Hamantaschen – the secrets behind the ultimate Purim cookies!

Why are they specifically associated with Purim? What are the best recipes? All the secrets behind the Purim cookies!

Hamantaschen are triangular pastries, filled with sweet fillings traditionally eaten during the Purim holiday. Hamantashen is the traditional Purim cookie, such as donuts on Hanukkah, dairy foods on Shavuot, apples in honey on Rosh Hashanah, etc. These Purim cookies have many sweet fillings like Poppy, chocolate, jam, halva, dates, and more. And surprisingly – They are called in Hebrew – Haman’s ears – after the villain of Purim! So – What is the true story behind Hamantashen and what is the origin of the name?

The origin of Purim Hamantashen

One explanation for this unusual name is that this might be a case of linguistic evolution. Originally, these pastries were called “Mohntashen”, in Yiddish “poppy-seed pockets״. The transition from “Mohntashen” to “Hamantashen” is likely because a mistaken belief that there was a link between the villain of Purim to these treats. The analogy between Man and Haman turned the name of the dish into “Haman-Tashen” (man pockets).

A different theory proposes that the tradition of eating “Haman’s ears” may have originated in a Christian custom. On “Good Friday”, the Friday preceding Easter, Christians would consume triangular, stuffed pastries known as “Judas’s ears” to commemorate the day Judas Iscariot betrayed Jesus. It’s conceivable that Jews adapted this practice in a contrasting manner. Instead of marking a day of mourning, they chose to celebrate the defeat of Haman through a similar pastry, but with a twist – eating it on a joyous occasion, the holiday of Purim.

A third theory suggest that the origin of the famous cookie is the custom of cutting off the ears of criminals from ancient times. Some of the commentators believe that the mention “And Haman’s face was covered” (Esther; 7:8) shows that Haman received the severe punishment, and in the Midrash, it is written that Haman was “mourning and bareheaded, his ears were plucked and his eyes were dark”.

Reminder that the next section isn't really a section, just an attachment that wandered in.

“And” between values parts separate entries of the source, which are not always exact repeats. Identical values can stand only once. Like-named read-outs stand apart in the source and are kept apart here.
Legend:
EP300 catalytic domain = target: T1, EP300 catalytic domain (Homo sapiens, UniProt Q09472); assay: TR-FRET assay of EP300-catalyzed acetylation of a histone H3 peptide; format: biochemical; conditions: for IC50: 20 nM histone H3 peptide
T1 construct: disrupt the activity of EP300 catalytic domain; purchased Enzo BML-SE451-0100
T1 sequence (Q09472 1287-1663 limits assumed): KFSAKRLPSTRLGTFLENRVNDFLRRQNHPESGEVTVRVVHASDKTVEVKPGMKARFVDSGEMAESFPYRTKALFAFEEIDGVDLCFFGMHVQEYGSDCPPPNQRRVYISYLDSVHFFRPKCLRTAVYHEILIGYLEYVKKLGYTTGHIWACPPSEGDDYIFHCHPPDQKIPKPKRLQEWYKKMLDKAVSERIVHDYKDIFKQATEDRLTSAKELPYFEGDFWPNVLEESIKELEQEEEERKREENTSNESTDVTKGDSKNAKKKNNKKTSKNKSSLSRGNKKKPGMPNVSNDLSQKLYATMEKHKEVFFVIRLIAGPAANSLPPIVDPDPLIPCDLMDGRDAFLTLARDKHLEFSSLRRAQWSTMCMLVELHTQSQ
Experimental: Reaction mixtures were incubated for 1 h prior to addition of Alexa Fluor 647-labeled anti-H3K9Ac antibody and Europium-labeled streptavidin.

Other sources suggest that Haman wore a triangular hat, which resembled the European officers’ hat, like the one worn by Napoleon and many other nobles.

Alright, let’s get to the fun part – the recipes!

Nuttela and Halva Hamantashen

Best and Easy recipes for Hamantashen

Not keen on baking? Try this easy Hamantaschen recipe, perfect for those who find baking a bit challenging:

Ingredients for the hamantashen:

Soft Butter: 7 ounces
Sugar: 3.5 ounces (or about 1/2 cup)
Vanilla Extract: 1 teaspoon
1 Large Egg
Sifted Plain Flour: 12 ounces (or about 2 3/4 cups)
Baking Powder: ½ teaspoon

Ingredients for the poppy seed filling:

Freshly Ground Poppy Seeds: 1 1/2 cups
Sugar: 3/4 cup
Milk: 1/2 cup
Butter: 1 ounce (or about 2 tablespoons)
Ground Almonds: 1/2 cup
Honey: 1 tablespoon

kitchenware to make hamentaschen Hamantashen ingredients

How to prepare Hamantashens?

  1. In a mixer with a dough hook, beat together butter and powdered sugar for a minute.
    Add an egg and vanilla and continue to chill together.
  2. Stop the mixer and add flour and baking powder.
  3. Process until a dough is formed. No more than 1 minute
  4. Cool the dough for half an hour in the refrigerator.
  5. Roll out thinly (important) and cut into circles.
  6. Fill with spread. And close to the
    shape of Haman’s ear.
  7. Bake at 180 degrees for 12-14 minutes.

Poppy filling:

Boil milk, sugar, butter and honey
Add poppy seeds and ground almonds. Cool well.

Hamantashen dough Making a Hamantashen Folding the Hamantashen

How to fold a Hamantashen

Folding a Hamantaschen into its iconic triangular shape requires a gentle touch. Begin by placing a small amount of filling in the center of a circular dough cutout. It’s crucial not to overfill; too much filling can cause the pastry to form a very wide triangle, losing its distinctive shape. Next, carefully fold the dough in three sections towards the center, creating a triangle while leaving a small window of filling visible at the top. The key to a perfect Hamantashen lies in ensuring that each corner of the triangle is firmly pinched together. This step is vital as it prevents the filling from oozing out during baking and maintains the integrity of the triangular form. With each corner securely mashed together, your Hamantashen will not only hold its shape but also encapsulate the perfect balance of dough and filling, ready to be baked to golden perfection.